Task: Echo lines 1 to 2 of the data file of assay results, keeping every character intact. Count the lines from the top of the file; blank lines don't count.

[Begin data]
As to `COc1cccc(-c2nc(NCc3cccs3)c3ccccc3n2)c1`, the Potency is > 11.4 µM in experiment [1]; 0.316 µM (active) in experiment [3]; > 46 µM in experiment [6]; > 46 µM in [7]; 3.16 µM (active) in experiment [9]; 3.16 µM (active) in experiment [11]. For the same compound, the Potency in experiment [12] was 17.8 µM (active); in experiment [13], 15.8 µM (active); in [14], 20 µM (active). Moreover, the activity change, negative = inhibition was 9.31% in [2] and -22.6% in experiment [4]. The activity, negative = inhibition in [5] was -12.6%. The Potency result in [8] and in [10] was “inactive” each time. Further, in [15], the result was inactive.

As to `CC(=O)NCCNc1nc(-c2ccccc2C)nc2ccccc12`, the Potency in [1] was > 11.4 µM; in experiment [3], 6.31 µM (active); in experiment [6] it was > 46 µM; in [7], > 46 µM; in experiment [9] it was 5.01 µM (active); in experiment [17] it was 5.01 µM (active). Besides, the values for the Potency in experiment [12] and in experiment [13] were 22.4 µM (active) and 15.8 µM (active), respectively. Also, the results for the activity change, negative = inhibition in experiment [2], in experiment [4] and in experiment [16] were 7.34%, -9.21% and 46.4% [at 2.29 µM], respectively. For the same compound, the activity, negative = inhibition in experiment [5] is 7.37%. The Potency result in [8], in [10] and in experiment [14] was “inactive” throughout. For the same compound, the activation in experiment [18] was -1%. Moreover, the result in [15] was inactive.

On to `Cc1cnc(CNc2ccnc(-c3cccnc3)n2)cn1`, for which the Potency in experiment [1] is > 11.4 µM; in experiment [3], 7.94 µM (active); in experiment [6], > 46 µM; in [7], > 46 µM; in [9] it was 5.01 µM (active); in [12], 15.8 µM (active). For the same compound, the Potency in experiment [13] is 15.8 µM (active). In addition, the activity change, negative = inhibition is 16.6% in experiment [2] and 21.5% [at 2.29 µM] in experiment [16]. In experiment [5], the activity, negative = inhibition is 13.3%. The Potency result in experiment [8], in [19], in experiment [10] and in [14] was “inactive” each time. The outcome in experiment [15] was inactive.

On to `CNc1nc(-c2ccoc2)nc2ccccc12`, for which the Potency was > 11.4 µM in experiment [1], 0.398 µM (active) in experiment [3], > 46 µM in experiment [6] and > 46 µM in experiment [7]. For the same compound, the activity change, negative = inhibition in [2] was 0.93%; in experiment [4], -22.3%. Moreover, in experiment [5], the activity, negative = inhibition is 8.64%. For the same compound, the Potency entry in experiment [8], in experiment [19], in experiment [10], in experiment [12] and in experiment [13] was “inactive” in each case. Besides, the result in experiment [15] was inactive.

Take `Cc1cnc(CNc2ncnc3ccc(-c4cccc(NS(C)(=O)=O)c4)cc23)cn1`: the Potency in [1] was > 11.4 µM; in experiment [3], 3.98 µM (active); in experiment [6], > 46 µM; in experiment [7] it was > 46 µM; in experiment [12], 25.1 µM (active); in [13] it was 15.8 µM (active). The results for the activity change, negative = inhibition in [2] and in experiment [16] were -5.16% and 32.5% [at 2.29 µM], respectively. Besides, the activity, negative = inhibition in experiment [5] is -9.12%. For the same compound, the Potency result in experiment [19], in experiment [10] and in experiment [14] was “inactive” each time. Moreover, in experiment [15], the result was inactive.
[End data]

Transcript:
As to `COc1cccc(-c2nc(NCc3cccs3)c3ccccc3n2)c1`, the Potency is > 11.4 µM in experiment [1]; 0.316 µM (active) in experiment [3]; > 46 µM in experiment [6]; > 46 µM in [7]; 3.16 µM (active) in experiment [9]; 3.16 µM (active) in experiment [11]. For the same compound, the Potency in experiment [12] was 17.8 µM (active); in experiment [13], 15.8 µM (active); in [14], 20 µM (active). Moreover, the activity change, negative = inhibition was 9.31% in [2] and -22.6% in experiment [4]. The activity, negative = inhibition in [5] was -12.6%. The Potency result in [8] and in [10] was “inactive” each time. Further, in [15], the result was inactive.

As to `CC(=O)NCCNc1nc(-c2ccccc2C)nc2ccccc12`, the Potency in [1] was > 11.4 µM; in experiment [3], 6.31 µM (active); in experiment [6] it was > 46 µM; in [7], > 46 µM; in experiment [9] it was 5.01 µM (active); in experiment [17] it was 5.01 µM (active). Besides, the values for the Potency in experiment [12] and in experiment [13] were 22.4 µM (active) and 15.8 µM (active), respectively. Also, the results for the activity change, negative = inhibition in experiment [2], in experiment [4] and in experiment [16] were 7.34%, -9.21% and 46.4% [at 2.29 µM], respectively. For the same compound, the activity, negative = inhibition in experiment [5] is 7.37%. The Potency result in [8], in [10] and in experiment [14] was “inactive” throughout. For the same compound, the activation in experiment [18] was -1%. Moreover, the result in [15] was inactive.